EDIT: when I answered, the question consisted only in the very first paragraph so I didn't know yet it was actually a nautical question.
On fixed-wing aircraft twist is mainly used, together with chord variation, to obtain a lift distribution as elliptical as possible, in order to minimise induced drag.
Moving along the wingspan, everywhere lift changes a so called trailing-vortex is shed backward and contributes to the formation of the wake. This vortex is correlated to the bent of the flow on the upper and lower wing’s surface as visible in this picture:
Spanwise flow distortion. Source: https://cdn-images-1.medium.com/max/1600/0\*2gL-QOXqx51qNdAE.jpg
To simply summarise: lift changes spanwise $\Rightarrow$ trailing-vortex is shed in the wake $\Leftrightarrow$ flow on the wing bends.
So, does twist increase spanwise flow? It depends on if and how much this twist makes the lift change.
For example, on a rectangular wing with no twist, the lift changing is concentrated toward the tip and therefore the biggest spanwise flow has to be expected there. On a jetliner’s wing, the spanwise lift is more uniformly distributed and so is the spanwise flow.
The following picture shows a sample of different lift distributions:
Several spanwise lift distribution. Source: https://1.bp.blogspot.com/-e8479jPK0N0/U28fSOl8nrI/AAAAAAAASkM/35wCfWrvFq4/s1600/lift_distribution.jpg
The red line is for a rectangular wing; the target lift distribution is the elliptical one; and $\lambda=0$ denotes a delta wing.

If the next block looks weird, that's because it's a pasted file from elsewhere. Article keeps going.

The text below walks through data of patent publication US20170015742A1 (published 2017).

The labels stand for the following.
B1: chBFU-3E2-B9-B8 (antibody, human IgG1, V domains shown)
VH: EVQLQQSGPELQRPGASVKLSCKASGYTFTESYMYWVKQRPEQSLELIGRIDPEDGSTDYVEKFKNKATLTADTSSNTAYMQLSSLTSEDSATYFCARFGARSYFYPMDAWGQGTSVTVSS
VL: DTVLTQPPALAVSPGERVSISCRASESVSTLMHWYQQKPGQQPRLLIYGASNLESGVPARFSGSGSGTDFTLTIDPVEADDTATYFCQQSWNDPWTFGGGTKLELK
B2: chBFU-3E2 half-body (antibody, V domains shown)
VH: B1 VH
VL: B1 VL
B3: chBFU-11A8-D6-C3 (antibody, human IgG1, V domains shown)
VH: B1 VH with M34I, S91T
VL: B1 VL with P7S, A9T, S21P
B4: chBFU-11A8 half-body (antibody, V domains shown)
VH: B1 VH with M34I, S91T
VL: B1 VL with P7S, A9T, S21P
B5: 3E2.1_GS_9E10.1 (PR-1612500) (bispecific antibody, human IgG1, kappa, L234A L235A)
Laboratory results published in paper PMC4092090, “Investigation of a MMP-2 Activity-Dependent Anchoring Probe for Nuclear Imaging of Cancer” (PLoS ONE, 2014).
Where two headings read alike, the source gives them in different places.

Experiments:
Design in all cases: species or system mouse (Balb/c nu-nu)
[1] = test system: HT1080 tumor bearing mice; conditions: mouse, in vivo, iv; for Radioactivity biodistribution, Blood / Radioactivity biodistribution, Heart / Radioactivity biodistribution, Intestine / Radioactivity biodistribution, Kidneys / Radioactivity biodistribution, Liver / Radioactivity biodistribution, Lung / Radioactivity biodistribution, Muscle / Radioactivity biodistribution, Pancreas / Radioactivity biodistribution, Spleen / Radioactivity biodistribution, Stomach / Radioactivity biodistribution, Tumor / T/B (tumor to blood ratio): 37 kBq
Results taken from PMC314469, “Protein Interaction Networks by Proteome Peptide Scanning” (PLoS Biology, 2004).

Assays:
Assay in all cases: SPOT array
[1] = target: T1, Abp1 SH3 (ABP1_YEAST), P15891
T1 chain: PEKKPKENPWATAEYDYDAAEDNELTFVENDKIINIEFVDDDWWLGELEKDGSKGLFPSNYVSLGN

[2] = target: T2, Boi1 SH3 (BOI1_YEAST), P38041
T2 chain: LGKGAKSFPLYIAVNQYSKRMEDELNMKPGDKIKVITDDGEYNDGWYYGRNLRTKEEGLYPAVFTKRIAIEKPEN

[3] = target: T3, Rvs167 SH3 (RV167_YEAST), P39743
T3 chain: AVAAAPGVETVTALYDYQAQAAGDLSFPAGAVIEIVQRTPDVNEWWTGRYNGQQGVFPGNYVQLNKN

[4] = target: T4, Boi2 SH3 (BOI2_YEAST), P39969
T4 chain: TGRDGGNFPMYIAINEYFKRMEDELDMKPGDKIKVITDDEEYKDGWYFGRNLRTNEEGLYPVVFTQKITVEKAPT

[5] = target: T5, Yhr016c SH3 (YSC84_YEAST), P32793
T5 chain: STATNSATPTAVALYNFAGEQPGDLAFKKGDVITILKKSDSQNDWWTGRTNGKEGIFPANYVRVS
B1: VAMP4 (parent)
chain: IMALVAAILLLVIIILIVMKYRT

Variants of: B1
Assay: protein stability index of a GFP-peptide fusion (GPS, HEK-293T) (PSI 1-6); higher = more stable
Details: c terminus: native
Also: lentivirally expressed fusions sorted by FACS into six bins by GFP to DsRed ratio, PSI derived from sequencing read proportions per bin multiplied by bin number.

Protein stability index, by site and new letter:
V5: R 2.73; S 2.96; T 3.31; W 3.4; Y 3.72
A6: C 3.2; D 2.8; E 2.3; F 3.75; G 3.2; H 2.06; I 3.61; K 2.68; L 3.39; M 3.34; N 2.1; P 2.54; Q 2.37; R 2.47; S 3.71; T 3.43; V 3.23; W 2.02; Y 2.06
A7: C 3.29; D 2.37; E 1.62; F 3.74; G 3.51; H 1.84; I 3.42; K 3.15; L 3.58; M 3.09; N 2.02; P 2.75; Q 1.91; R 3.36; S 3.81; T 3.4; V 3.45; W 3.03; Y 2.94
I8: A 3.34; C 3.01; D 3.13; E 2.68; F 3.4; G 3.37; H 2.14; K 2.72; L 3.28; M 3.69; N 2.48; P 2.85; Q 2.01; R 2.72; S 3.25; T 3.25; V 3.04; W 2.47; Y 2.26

From the picture it can also be understood how twist works: twisting the wing so that its tip has less incidence makes lift diminish there and a more ideal distribution is achieved. As pointed out by @RobertDiGiovanni this has also a relieving structural effect.
Sweep angle generates spanwise flow too: with a swept wing, the approaching speed can be decomposed in a component perpendicular to the leading edge plus a component parallel to it. This latter (called $V_n$ in the following picture) is completely spanwise flow:
Speed decomposition. Source: this answer
Twist is used also on rotary-wing aircrafts but whit the double effect of both optimising the bladewise lift distribution to minimise induced drag and to compensate for the rotating speed becoming smaller and smaller (until null) toward the root. So, also in this case everywhere the lift changes spanwise a trailing-vortex is shed in the wake and the flow on the blades's surface bends, just like in the first picture.
When the helicopter is flying forward and the blade, during its rotation, is passing over the nose or over the tailboom, the freestream flow is also investing the blade completely spanwise.